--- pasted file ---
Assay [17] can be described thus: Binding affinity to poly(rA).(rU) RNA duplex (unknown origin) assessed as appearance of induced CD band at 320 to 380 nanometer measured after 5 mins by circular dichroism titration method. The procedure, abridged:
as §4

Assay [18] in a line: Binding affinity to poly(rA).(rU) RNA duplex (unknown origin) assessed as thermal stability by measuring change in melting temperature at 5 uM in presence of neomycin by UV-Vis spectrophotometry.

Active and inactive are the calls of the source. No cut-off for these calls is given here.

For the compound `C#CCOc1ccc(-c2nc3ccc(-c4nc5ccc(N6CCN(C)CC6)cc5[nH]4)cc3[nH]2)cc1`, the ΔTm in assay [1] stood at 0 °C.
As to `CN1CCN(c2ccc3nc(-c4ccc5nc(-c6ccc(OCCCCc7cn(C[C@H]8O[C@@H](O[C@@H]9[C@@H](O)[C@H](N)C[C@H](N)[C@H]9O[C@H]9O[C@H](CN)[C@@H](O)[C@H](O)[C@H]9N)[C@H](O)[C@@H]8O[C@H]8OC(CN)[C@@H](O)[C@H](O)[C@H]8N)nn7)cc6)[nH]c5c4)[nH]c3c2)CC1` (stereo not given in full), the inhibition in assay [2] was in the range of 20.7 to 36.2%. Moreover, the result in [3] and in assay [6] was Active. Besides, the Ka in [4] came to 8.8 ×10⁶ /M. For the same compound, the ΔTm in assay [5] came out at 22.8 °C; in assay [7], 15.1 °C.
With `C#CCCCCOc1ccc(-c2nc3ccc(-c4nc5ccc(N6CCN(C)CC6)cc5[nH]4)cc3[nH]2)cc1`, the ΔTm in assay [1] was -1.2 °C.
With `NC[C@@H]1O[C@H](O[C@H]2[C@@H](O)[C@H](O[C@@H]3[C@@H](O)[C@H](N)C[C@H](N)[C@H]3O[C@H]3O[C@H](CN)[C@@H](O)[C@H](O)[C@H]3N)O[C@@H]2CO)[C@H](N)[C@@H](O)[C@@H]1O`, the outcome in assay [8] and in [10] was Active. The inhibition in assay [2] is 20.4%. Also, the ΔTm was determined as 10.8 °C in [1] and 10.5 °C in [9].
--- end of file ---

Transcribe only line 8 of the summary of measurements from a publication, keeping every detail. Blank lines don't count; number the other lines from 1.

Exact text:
With `NC[C@@H]1O[C@H](O[C@H]2[C@@H](O)[C@H](O[C@@H]3[C@@H](O)[C@H](N)C[C@H](N)[C@H]3O[C@H]3O[C@H](CN)[C@@H](O)[C@H](O)[C@H]3N)O[C@@H]2CO)[C@H](N)[C@@H](O)[C@@H]1O`, the outcome in assay [8] and in [10] was Active. The inhibition in assay [2] is 20.4%. Also, the ΔTm was determined as 10.8 °C in [1] and 10.5 °C in [9].